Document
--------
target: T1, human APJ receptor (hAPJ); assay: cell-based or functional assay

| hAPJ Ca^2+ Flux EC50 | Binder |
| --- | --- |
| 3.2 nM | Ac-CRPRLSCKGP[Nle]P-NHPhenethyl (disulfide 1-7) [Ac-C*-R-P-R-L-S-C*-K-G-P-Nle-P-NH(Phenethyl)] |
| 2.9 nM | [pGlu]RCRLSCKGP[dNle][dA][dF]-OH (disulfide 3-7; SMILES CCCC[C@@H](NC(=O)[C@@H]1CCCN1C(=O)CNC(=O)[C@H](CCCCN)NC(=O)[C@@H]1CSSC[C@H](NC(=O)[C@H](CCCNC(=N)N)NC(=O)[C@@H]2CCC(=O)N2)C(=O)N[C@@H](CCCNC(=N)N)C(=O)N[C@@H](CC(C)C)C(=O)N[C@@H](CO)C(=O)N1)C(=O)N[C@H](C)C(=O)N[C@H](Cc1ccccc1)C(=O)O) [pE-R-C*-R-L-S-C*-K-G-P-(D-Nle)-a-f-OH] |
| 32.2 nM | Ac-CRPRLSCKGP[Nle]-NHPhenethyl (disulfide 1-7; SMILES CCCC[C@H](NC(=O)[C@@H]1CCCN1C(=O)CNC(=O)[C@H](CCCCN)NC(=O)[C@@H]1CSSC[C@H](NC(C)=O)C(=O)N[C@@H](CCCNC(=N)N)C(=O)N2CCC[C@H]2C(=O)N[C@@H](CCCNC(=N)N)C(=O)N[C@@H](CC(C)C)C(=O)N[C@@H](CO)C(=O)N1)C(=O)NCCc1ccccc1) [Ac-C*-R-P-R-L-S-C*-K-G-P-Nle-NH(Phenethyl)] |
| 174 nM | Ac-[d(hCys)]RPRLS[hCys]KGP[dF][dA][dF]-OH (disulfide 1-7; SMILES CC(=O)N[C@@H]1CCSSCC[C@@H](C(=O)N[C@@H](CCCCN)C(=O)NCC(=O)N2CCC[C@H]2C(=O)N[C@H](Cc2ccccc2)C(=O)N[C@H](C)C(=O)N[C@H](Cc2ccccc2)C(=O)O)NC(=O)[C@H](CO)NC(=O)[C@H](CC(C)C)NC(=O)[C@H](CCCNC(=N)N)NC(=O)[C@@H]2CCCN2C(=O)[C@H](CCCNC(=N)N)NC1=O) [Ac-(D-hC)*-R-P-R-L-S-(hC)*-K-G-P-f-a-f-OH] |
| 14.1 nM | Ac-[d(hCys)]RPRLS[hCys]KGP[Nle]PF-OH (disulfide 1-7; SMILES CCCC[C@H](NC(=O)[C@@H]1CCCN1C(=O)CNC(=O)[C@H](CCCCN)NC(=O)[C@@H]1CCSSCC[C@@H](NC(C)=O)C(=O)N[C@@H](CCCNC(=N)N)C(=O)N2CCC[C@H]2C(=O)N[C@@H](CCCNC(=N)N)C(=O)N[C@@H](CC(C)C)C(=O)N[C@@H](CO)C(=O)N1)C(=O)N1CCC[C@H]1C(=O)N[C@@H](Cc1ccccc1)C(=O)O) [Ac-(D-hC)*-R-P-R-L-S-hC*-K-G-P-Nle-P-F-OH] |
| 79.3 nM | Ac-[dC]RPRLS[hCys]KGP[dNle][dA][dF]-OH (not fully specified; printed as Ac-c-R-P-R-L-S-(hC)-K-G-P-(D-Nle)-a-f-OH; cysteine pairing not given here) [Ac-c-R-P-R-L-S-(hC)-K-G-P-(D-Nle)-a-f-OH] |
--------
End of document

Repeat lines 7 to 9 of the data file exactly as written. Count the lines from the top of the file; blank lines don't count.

| 174 nM | Ac-[d(hCys)]RPRLS[hCys]KGP[dF][dA][dF]-OH (disulfide 1-7; SMILES CC(=O)N[C@@H]1CCSSCC[C@@H](C(=O)N[C@@H](CCCCN)C(=O)NCC(=O)N2CCC[C@H]2C(=O)N[C@H](Cc2ccccc2)C(=O)N[C@H](C)C(=O)N[C@H](Cc2ccccc2)C(=O)O)NC(=O)[C@H](CO)NC(=O)[C@H](CC(C)C)NC(=O)[C@H](CCCNC(=N)N)NC(=O)[C@@H]2CCCN2C(=O)[C@H](CCCNC(=N)N)NC1=O) [Ac-(D-hC)*-R-P-R-L-S-(hC)*-K-G-P-f-a-f-OH] |
| 14.1 nM | Ac-[d(hCys)]RPRLS[hCys]KGP[Nle]PF-OH (disulfide 1-7; SMILES CCCC[C@H](NC(=O)[C@@H]1CCCN1C(=O)CNC(=O)[C@H](CCCCN)NC(=O)[C@@H]1CCSSCC[C@@H](NC(C)=O)C(=O)N[C@@H](CCCNC(=N)N)C(=O)N2CCC[C@H]2C(=O)N[C@@H](CCCNC(=N)N)C(=O)N[C@@H](CC(C)C)C(=O)N[C@@H](CO)C(=O)N1)C(=O)N1CCC[C@H]1C(=O)N[C@@H](Cc1ccccc1)C(=O)O) [Ac-(D-hC)*-R-P-R-L-S-hC*-K-G-P-Nle-P-F-OH] |
| 79.3 nM | Ac-[dC]RPRLS[hCys]KGP[dNle][dA][dF]-OH (not fully specified; printed as Ac-c-R-P-R-L-S-(hC)-K-G-P-(D-Nle)-a-f-OH; cysteine pairing not given here) [Ac-c-R-P-R-L-S-(hC)-K-G-P-(D-Nle)-a-f-OH] |